I am currently building a functional Lego minifigure-scaled escalator that can transition from flat platforms to stairwell. My first iteration for its guiding rail includes a slope of ~39.5 degree inclination as thus: profile view of first rail semi-orthographic view of first rail

And here is the first staircase which the guiding rail is designed around: orthographic view of first staircase

But now I've been looking into a newer staircase design that has an additional plate of thickness, and its slope is ~50 degrees as measured in Stud.io. Here are views of the staircase design with the guiding bars colored red:

Profile view of new staircase designOrthogonal view of new staircase design

And here are versions of the slope with attempts of hinge bricks and SNOT to uphold the slope angles: Attempts of building slope

Note that both slopes are not properly aligned with the studs regardless of hinge bricks or Technic connector pegs. On the left design, the colored bricks (blue is of the slopes, and green is aligned with the studs) had an offset that disallow peg connections; and on the right design, the gap between the hinge brick and the SNOT brick is actually thinner than a plate.

Is there any way of building a framework for this 50 degree slope? Preferably a legal method that produces minimal stress due to the technical nature of this build?

Please note that I have limited bricks at my disposal to physically test this out, and I don't intend to use Lego's dedicated escalator piece as it is incompatible with any of my designs.

2 Answers 2


You can always invert your "escalator piece" to use as a base as it will make exactly same angle. Then it is up to you how you want your guiding rail to be attached. Here's one idea:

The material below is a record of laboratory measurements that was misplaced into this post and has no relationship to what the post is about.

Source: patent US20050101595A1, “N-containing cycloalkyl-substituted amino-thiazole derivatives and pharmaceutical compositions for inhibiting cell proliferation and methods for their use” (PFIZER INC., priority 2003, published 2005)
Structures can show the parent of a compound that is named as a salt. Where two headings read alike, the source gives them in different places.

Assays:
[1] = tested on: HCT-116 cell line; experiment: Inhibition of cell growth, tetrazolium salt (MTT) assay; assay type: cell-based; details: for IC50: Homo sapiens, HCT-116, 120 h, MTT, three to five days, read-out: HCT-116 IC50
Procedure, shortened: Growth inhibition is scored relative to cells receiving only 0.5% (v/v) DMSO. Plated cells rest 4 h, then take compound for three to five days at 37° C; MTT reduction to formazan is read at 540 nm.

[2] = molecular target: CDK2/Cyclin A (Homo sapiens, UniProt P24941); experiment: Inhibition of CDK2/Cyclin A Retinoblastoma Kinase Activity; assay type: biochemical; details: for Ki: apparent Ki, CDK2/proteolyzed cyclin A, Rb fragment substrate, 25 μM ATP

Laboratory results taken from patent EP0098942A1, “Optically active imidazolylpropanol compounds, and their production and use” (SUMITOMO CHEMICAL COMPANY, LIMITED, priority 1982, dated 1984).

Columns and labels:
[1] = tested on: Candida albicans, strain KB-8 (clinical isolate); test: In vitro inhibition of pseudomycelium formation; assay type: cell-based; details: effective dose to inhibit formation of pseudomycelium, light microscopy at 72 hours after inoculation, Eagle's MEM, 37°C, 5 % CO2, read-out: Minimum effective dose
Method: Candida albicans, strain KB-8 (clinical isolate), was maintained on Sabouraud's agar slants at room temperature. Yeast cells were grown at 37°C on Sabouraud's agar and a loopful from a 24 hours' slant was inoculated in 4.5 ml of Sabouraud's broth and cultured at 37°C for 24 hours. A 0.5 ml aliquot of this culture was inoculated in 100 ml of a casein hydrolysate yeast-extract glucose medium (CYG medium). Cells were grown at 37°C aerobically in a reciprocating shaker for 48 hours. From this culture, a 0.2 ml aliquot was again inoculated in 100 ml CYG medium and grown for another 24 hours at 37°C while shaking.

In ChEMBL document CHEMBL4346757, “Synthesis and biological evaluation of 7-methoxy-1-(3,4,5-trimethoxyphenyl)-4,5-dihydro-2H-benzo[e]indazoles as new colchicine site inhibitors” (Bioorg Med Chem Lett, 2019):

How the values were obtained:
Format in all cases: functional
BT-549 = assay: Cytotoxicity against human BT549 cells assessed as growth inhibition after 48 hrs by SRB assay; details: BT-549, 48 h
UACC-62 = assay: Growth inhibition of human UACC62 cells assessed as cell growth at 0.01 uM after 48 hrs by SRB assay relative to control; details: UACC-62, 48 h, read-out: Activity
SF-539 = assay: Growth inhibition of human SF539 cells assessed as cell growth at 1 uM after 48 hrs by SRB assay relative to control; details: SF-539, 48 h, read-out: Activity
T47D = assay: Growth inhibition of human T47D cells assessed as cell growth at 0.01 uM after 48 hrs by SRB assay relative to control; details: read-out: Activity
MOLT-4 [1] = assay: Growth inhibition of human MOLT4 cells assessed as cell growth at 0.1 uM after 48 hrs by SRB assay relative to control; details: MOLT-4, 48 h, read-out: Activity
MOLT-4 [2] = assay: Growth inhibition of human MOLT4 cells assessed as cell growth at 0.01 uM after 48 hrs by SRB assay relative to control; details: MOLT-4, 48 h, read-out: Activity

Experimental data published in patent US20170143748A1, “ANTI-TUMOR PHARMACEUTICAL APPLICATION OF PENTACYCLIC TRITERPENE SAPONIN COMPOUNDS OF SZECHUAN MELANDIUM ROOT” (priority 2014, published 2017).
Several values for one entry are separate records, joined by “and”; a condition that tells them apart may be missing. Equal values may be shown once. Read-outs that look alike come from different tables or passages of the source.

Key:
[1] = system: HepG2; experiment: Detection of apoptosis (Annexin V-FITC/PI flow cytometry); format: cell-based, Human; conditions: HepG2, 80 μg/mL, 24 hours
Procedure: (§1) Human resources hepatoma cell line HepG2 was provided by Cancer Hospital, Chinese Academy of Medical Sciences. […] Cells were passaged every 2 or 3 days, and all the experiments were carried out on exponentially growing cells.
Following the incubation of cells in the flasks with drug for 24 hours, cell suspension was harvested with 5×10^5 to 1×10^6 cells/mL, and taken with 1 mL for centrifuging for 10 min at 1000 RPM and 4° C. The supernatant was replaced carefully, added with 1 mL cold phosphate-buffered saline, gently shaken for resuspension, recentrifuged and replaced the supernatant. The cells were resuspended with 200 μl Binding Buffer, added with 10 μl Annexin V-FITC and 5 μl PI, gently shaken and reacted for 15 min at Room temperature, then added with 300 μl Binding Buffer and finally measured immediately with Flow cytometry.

enter image description here

Please note both Blue pieces may not alighn to stud/half-stud grid.

  • Any connection points where the ratio of the vertical separation to horizontal separation is 6/5 will do, one does not need to limit one-self to clips and bars... In my opinion however, a non-integral alignment along the hypothenuse is very undesirable... Commented May 4, 2023 at 13:36

The bar elements in your step part are vertically separated 3 plates and horizontally 1 module which is 2.5 plates. So the exact angle (rather than approximately measured) is atan (3/2.5) = 50.1944289 degrees.

You might want to consider designing a step part where the bars are separated vertically by 4 plates and horizontally by 3 plates (or vica versa) which gives a slightly steeper angle (53.13 degrees) so that the sides of the triangle describing the main stairs are in ratio of 3-4-5 (pythagorean triangle). As a bonus the multiple of 5 plates will correspond nicely with a multiple of 2 modules...

  • Making the step part 4 plates thick would make it rather tall for the average minifigure, therefore I would prefer designing a slope to accommodate the steps rather than the opposite. Also I don't understand what you mean by the latter, could you demonstrate with some kind of schematics? Commented May 3, 2023 at 10:59
  • 1
    Surely you've heard of Pythagoras ? A²=B²+C², where ABC is a right angled triangle A the length of the hypothenuse and B and C the lengths of the legs. A=5,B=3,C=4 is the best known such triangle... Any triangle in ratio 3:4:5 is easy to build in lego... if you can have the bars in the step forming a 3:4:5 triangle, creating a slope using legal techniques is easy. Anything else is difficult or impossible Commented May 3, 2023 at 13:55

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